Beyond the beach in Grenada

Port Louis Marina Photo: Camper & Nicholsons

Beyond the beach in Grenada

Port Louis Marina Photo: Camper & Nicholsons

Journeys

Beyond the beach in Grenada

There’s more to this Caribbean island than meets the eye.

By Dominique Afacan | 26 February 2020

The Mediterranean and the Caribbean might be regulars on the superyachting circuit – but that doesn’t automatically mean that their destinations are tried, tested and predictable. Grenada is a prime example. Often called the Spice Island, thanks to its famed nutmeg, cinnamon and ginger production, Grenada lies at the southern end of the Grenadines island chain and north of Trinidad and Tobago. A laid back, tropical island with pristine beaches and turquoise waters? Yes. But there’s far more to it than that.

“Grenada is still a very authentic, pure destination,” says Charlotte Fairhead, marina manager at Port Louis, the island’s superyachting hub, which recently expanded in line with growing demand. “I think Grenada beach was once rated as the most beautiful in the Caribbean, but that’s only half the story. On land, there is great history and museums, as well as amazing, traditional rum distilleries.” There are also incredibly lush valleys, mountains and waterfalls to explore, thanks to Grenada’s rich volcanic soil and abundance of sunshine.

Beyond the beach in Grenada

Mount Qua Qua Photo: Kyle Wicomb

Beyond the beach in Grenada

Mount Qua Qua Photo: Kyle Wicomb

Even at sea, the island boasts out-of-the-ordinary attractions, namely the much-lauded Underwater Sculpture Park featuring 75 submerged creations, many of which are by British sculptor and environmentalist Jason deCaires Taylor. As well as looking incredibly beautiful, the sculptures, including “Vicissitudes” – a ring of 26 standing children holding hands – have been created with special materials that act as a platform for corals to attach. “The sculpture park is quite unique in that it raises awareness of the need to revive and sustain marine life,” explains Brian Hardy, general manager at Spice Island Resort, a much-loved and Green Globe-certified luxury hotel in Grenada.

The island is also home to the annual Royal Ocean Racing Club’s Transatlantic Race, which begins in Lanzarote and ends in Grenada. The race sees all sorts of yachts and sailors getting involved, including superyacht owners, who often hire professional racing crew to make the crossing. “In 2018 we had a superyacht called My Song taking part,” recalls Eddie Warden Owen, chief executive of the racing club. “The owner did it for a bit of an adventure but realised about three-quarters of the way across that they were going to break the record if they were careful – and they did. They broke it by quite a few hours and he was over the moon with that.”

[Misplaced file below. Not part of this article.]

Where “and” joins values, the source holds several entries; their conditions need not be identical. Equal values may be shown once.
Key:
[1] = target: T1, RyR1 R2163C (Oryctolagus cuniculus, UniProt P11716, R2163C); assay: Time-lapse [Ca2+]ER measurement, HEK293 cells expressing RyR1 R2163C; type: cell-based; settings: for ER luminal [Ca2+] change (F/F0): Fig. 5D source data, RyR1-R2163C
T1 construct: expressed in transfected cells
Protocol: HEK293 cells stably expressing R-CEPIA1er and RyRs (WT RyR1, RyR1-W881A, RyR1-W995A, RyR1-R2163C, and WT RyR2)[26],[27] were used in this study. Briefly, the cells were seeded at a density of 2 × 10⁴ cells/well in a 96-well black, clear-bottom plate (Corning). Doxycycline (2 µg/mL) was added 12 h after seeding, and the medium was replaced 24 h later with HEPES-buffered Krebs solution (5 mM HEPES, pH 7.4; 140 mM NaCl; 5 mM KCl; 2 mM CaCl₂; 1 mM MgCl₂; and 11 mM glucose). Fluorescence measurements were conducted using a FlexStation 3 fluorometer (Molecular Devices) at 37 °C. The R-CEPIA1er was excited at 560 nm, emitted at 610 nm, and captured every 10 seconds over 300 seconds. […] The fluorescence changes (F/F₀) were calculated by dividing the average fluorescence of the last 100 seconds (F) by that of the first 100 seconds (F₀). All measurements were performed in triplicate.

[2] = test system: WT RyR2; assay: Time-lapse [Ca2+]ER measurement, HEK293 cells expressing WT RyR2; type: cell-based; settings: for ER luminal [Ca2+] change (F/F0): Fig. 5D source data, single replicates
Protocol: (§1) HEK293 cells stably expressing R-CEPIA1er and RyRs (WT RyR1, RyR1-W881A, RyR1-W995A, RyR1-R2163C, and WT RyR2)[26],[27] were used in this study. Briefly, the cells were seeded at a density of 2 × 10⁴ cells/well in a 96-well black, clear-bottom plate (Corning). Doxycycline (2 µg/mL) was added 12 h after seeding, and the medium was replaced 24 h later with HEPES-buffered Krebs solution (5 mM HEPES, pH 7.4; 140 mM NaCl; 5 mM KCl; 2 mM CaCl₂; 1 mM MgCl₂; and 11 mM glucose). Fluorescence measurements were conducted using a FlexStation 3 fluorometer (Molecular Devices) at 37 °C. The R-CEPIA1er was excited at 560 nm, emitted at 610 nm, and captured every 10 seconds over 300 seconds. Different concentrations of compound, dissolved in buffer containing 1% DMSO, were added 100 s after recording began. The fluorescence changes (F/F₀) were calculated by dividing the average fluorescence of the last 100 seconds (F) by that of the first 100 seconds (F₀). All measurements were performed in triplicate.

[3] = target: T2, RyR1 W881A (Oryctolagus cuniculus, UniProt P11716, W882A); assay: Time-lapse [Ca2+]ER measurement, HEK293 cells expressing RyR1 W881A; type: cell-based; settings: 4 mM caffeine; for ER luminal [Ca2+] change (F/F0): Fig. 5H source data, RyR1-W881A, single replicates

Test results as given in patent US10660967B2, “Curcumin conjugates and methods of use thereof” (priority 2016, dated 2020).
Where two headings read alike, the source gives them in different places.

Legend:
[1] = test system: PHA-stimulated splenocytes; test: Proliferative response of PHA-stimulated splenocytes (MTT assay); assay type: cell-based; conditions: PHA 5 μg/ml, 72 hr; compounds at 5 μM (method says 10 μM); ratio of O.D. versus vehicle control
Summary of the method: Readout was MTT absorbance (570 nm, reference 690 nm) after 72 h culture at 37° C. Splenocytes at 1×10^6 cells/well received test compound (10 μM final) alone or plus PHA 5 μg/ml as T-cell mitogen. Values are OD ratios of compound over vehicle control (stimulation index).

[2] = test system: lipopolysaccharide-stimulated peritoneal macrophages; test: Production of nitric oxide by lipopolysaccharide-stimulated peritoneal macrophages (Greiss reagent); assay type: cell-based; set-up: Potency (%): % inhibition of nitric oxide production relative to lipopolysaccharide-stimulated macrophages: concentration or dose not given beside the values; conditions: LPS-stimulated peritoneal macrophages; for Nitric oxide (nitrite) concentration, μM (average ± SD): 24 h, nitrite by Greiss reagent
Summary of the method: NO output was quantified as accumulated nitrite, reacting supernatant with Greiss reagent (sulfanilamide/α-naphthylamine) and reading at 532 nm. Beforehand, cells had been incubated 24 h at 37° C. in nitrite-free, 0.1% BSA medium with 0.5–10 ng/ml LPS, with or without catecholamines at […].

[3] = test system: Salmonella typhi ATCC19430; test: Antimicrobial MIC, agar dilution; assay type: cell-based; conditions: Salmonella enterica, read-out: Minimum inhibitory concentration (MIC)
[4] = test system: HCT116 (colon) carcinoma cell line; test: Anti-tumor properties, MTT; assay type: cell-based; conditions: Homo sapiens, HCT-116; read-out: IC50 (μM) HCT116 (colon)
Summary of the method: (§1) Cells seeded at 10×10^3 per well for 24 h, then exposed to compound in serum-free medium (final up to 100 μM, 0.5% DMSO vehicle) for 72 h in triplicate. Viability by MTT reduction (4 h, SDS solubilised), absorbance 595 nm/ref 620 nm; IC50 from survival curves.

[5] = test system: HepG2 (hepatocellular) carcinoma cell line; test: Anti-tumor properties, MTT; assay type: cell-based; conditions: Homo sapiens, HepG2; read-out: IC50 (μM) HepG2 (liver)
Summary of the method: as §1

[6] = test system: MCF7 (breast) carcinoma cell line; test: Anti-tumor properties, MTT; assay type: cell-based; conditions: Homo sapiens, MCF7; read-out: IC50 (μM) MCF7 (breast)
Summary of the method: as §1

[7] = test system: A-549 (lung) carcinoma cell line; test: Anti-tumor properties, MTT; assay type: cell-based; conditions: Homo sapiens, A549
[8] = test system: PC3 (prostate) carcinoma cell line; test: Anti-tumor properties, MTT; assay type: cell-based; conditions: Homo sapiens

Beyond the beach in Grenada

Underwater Sculpture Park Photo: Orlando K. Romain - Dive Grenada

Beyond the beach in Grenada

Underwater Sculpture Park Photo: Orlando K. Romain - Dive Grenada

Warden Owen is a frequent visitor to Grenada and has completed the race himself, arriving on the island after six and a half days of sailing across the Atlantic. “You go from Lanzaraote, which is a beautiful island but with very little vegetation and you arrive on this lush island – it’s this very stark contrast.” Beyond the verdant landscape, awash with nutmeg, cocoa, banana palms, bougainvillaea and everything in between, Warden Owen also appreciates the renowned Grenadian friendliness. “The welcome you get from the locals is special, whether you’re the first or last in,” he says.

It’s a view shared by Fairhead of Port Louis marina, who cites this friendliness as one of the many reasons that the island is often pitted as an exceptional family destination. “The Grenadians are absolutely open to the outside world; they are very friendly and great with children. You take the kids to the beach and the Grenadian kids and their parents are all there sharing the experience together.”

Beyond the beach in Grenada

Port Louis Marina Photo: Camper & Nicholsons

Beyond the beach in Grenada

Port Louis Marina Photo: Camper & Nicholsons

In recent years, there has been careful development, including an expansion of the marina and a smattering of new hotel openings. “Grenada is eco-conscious and environmental impact studies are done for new hotel developments and all new projects of a similar magnitude,” says Brian Hardy of the Spice Island Resort. “The ban on the use of styrofoam and on single-use plastic bags are only two recent initiatives added to our existing national sustainability programme.”

Most recently, the island has seen the opening of Silver Sands, a 43-room luxury hotel looking out onto the ocean. The Six Senses is also opening a resort on the island, its first in the Caribbean and offering the brand’s usual blend of wellness, sustainability and luxury. The island’s popularity is on the rise, it seems, particularly among the yachting crowd, who see it as both an excellent base and an excellent destination. “Grenada is becoming more of a starting point for charter – it’s easy for clients to reach,” explains Fairhead. “The crews and captains also enjoy their downtime here too. It’s truly safe and there’s so much to do.”

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